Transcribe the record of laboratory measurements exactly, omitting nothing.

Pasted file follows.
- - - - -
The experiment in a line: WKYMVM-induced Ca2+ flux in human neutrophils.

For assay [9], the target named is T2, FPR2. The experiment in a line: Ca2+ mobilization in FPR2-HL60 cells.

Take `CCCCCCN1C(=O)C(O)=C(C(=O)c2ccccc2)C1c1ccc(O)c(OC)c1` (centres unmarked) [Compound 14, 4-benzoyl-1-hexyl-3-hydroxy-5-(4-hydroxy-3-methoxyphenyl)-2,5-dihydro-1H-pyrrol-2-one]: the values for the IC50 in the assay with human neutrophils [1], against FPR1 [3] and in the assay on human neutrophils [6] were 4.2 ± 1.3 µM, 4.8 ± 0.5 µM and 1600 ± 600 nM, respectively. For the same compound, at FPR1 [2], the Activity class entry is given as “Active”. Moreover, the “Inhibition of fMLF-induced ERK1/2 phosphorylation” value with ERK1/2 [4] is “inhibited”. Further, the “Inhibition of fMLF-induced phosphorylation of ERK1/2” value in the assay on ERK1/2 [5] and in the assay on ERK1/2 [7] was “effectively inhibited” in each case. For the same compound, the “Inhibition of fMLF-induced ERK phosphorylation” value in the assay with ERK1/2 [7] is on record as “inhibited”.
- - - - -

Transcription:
The experiment in a line: WKYMVM-induced Ca2+ flux in human neutrophils.

For assay [9], the target named is T2, FPR2. The experiment in a line: Ca2+ mobilization in FPR2-HL60 cells.

Take `CCCCCCN1C(=O)C(O)=C(C(=O)c2ccccc2)C1c1ccc(O)c(OC)c1` (centres unmarked) [Compound 14, 4-benzoyl-1-hexyl-3-hydroxy-5-(4-hydroxy-3-methoxyphenyl)-2,5-dihydro-1H-pyrrol-2-one]: the values for the IC50 in the assay with human neutrophils [1], against FPR1 [3] and in the assay on human neutrophils [6] were 4.2 ± 1.3 µM, 4.8 ± 0.5 µM and 1600 ± 600 nM, respectively. For the same compound, at FPR1 [2], the Activity class entry is given as “Active”. Moreover, the “Inhibition of fMLF-induced ERK1/2 phosphorylation” value with ERK1/2 [4] is “inhibited”. Further, the “Inhibition of fMLF-induced phosphorylation of ERK1/2” value in the assay on ERK1/2 [5] and in the assay on ERK1/2 [7] was “effectively inhibited” in each case. For the same compound, the “Inhibition of fMLF-induced ERK phosphorylation” value in the assay with ERK1/2 [7] is on record as “inhibited”.